Patient Advocates Applaud Biden Administration for Maintaining Medicare's Six Protected Classes Policy
Washington D.C. — The Partnership for Part D Access, a broad-based coalition of health care stakeholders including diverse patient advocacy organizations that represent patients who benefit from treatments covered under each of Medicare’s “six protected classes,” commended the Centers for Medicare and Medicaid Services (CMS) for rejecting a proposal that would have substantially weakened Medicare’s six protected classes policy.
Members of the Congressional Mental Health and HIV Caucuses recently urged the Biden administration to revoke a final-hour request by the last administration to weaken Medicare protected class drug coverage. The lawmakers implored the Department of Health and Human Services (HHS) and Centers for Medicare and Medicaid Services (CMS) to reconsider the changes to the Medicare Part D Payment Modernization (PDM) model, noting the new model doesn’t fairly take into account the public health implications for patients that utilize drugs under the six protected classes.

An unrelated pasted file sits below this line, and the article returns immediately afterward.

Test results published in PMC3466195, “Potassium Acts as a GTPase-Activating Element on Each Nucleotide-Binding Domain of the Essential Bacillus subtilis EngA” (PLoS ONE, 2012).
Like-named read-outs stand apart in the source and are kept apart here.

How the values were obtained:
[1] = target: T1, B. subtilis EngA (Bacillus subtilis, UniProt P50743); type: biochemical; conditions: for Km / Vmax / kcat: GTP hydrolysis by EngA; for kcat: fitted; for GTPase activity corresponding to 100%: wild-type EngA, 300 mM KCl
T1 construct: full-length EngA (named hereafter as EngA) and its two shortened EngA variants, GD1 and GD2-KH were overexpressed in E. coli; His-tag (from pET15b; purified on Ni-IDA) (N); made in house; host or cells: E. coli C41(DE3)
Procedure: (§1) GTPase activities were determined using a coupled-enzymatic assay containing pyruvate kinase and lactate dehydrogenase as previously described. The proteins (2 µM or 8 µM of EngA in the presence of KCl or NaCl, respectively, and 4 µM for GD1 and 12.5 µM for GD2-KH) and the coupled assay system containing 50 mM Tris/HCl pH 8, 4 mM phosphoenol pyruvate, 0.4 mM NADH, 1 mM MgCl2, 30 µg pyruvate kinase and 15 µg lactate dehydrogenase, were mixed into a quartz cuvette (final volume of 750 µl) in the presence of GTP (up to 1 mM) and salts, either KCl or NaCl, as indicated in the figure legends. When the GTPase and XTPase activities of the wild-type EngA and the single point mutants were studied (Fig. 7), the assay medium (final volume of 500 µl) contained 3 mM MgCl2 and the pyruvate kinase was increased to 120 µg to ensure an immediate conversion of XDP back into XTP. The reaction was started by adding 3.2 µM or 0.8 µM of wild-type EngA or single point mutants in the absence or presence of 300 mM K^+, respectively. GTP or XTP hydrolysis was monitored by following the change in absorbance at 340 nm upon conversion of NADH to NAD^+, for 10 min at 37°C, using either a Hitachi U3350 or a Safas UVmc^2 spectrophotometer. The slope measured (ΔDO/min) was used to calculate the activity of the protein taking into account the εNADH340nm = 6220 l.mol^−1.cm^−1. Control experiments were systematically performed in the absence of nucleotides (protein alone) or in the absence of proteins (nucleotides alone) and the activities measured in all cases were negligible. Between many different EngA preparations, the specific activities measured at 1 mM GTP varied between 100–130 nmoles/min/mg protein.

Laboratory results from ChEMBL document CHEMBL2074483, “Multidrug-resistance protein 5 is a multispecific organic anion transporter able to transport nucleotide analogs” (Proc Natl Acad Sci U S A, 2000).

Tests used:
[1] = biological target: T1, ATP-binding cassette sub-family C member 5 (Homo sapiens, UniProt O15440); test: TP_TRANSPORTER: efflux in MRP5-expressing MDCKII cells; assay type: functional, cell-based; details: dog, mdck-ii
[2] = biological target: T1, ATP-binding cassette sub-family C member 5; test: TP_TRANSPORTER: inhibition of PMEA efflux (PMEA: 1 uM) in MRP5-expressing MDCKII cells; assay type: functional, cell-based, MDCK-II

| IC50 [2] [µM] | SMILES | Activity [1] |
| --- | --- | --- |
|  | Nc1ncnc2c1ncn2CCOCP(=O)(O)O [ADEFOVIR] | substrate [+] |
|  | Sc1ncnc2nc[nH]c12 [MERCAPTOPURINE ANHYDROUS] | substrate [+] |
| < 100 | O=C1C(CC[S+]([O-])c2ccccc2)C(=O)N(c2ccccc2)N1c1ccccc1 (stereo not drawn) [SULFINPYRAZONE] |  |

The letter advocates for the Acting HHS Secretary and Acting CMS Administrator to pull back new allowances under the PDM model that would allow participating plans to weaken coverage requirements to one drug per class, as well as limit coverage of medication in all six protected classes by CY 2023. The lawmakers note that Pat D plans are already equipped with the necessary tools to manage spending and encourage the use of generics when possible for the six protected classes.
“These proposed changes fail to consider the unique needs of patients who need the treatment that is best for their condition, or patients who must try different treatments before finding the right treatment for their needs,” the letter explains. “we do not believe these formulary flexibility changes to the model would result in significant cost savings but will instead push access to essential medications out of reach for vulnerable patients.”
The bipartisan group of 67 members joined “significant opposition from Congress, patient groups, providers, and other stakeholders” to the potential changes to protections for the six protected classes.
The letter in its entirety can be read here.
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